Bookshelf Speakers: A Complete Guide

Bookshelf speakers are meant to rest on a table, shelf, or other elevated surfaces but not on the floor. They are designed specifically to maximize sound in small and medium-sized places. Like any other product, knowing the product completely before you buy it makes your sale perfect and worthy of what you pay. For example, some bookshelf speakers are specific for movies while others are perfect for making your music listening experience perfect. When you are ready to go with bookshelf speakers, read this article. It contains everything you need to know about these speakers. We have tried to cover the basics of these products.

However, keep in mind that the name “bookshelf speakers, does not mean you have to place them on a bookshelf. Think out of the box and place them where you think they fit. Read this article to know everything about bookshelf speakers.

Specifications of Bookshelf Speakers

If you are not an audio junkie, these speakers and the technical jargon attached to them may be in Greek for you. By trying to understand this jargon, you are actually doing yourself a big favor. Below is everything you need to know when you go shopping for these speakers.

1: Hertz

The lower the number, the heavier the bass will be in your speakers.

2: Watts

Generally, the higher the number of watts in a speaker, the greater output you will get. And when you match your speakers to an appropriate amplifier, the number of watts becomes particularly relevant.

3: Drivers

Basic speakers come with two tweeters that produce high-frequency sound and woofers that generate bass. Buying a bookshelf speaker that has a third mid-range driver will result in better full-range sound.

Bookshelf Speakers as a Part of a Home Theatre System

You can buy these speakers either as a part of a larger home theatre system or as a stand-alone addition to your living room. If you really want to upgrade your audio game, the market is replete with plenty of home theatre systems that come with these speakers. However, if your budget does not allow such kind of luxury, you can certainly purchase a pair of high-quality bookshelf speakers that can easily up your music-listening or movie-watching experience.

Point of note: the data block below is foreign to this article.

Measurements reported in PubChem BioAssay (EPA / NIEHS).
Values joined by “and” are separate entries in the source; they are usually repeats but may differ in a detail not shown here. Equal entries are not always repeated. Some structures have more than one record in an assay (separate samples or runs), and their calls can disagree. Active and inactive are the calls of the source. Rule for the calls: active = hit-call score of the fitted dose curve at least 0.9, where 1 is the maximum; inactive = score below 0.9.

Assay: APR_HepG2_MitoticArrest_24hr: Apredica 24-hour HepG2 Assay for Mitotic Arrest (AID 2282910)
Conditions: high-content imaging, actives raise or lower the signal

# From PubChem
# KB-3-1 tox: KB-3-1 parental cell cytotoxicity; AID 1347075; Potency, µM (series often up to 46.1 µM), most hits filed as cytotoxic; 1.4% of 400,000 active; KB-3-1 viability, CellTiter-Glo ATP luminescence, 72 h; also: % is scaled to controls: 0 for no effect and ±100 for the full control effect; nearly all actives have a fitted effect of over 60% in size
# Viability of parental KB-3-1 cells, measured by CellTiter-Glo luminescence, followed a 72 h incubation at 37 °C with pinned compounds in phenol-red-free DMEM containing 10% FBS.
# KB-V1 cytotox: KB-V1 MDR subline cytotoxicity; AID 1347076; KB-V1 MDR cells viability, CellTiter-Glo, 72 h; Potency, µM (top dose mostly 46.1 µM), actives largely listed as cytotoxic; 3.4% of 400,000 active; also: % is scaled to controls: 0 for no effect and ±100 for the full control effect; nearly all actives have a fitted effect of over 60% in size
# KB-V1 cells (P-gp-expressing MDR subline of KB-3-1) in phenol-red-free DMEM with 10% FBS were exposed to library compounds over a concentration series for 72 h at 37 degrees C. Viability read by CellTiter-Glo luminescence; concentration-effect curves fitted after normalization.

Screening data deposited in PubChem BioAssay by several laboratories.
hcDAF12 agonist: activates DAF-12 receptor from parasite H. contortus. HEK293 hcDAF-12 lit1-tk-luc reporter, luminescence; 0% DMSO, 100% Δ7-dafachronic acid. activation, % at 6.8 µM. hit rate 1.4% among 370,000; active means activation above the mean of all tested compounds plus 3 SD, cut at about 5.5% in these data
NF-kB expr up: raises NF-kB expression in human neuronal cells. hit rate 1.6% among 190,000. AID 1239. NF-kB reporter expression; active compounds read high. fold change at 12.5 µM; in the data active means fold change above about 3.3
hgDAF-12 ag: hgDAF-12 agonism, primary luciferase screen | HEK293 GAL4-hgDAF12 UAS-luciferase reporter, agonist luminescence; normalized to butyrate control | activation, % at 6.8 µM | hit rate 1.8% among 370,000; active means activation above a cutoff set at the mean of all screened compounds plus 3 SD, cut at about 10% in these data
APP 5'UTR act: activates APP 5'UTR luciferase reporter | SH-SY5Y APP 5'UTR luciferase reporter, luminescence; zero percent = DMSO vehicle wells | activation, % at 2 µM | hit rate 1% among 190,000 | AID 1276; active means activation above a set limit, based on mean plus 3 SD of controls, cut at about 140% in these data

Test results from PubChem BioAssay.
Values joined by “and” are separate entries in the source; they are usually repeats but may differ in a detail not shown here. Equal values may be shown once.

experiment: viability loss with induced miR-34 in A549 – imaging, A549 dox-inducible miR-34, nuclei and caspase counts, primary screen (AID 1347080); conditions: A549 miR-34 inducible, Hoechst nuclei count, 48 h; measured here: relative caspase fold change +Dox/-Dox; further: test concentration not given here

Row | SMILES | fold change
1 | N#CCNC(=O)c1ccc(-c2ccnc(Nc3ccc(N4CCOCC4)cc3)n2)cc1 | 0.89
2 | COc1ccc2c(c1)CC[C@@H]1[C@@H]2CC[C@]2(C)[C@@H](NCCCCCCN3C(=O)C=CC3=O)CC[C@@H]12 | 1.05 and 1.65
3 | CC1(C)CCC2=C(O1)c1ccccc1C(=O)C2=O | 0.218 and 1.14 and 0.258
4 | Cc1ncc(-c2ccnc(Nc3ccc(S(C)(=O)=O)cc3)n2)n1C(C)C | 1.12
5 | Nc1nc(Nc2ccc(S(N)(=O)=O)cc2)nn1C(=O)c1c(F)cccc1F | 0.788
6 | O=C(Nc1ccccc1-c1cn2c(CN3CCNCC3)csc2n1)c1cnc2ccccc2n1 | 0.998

Don’t have much room to accommodate them? Don’t worry. The R-41M speakers are ideal for this situation. They are specific for small living rooms. Not only do they come in a compact size, but also they don’t compromise on the performance a little bit even. However, if lack of space is not an issue with you, then the R-51M speakers ensure next-level bass and sound, unlike many other bookshelf speakers.

Despite this, it is not a bad idea to consider the option of larger home theatre systems when you buy these kinds of speakers. Broadening your horizon of thinking about the purchase will save you from buying another pair afterward. In addition to this, you can also check out most used bookshelf speakers

Bookshelf Speakers and Powered Monitors

In addition to knowing about the specifics of bookshelf speakers, it is also important to comprehend the difference between powered monitors and bookshelf speakers. Except for differences, they have a lot of similarities. There would be no surprise if you would have looked at the R-41M powered speakers and R-41M speakers and could not differentiate between them. Outside of minor aesthetic tweaks, these two sets look the same, both boost a similar acoustics package and are equal in size.

When it comes to the main difference, the powered monitors have amplifications built directly into the speakers, unlike bookshelf speakers. All of the connections and functions of an A/V receiver are built right into the R-41M. On the other hand, the use of a separate AVR is required by passive bookshelf speakers like the R-41M. Due to the built-in connections and amplifications of the powered monitors, they not only give the manufacturer full control of the signal path but also cut down the number of additional parts you need for completing this setup. On the flip side, many users may choose to use their existing AVR systems and upgrade their hardware separately whenever required.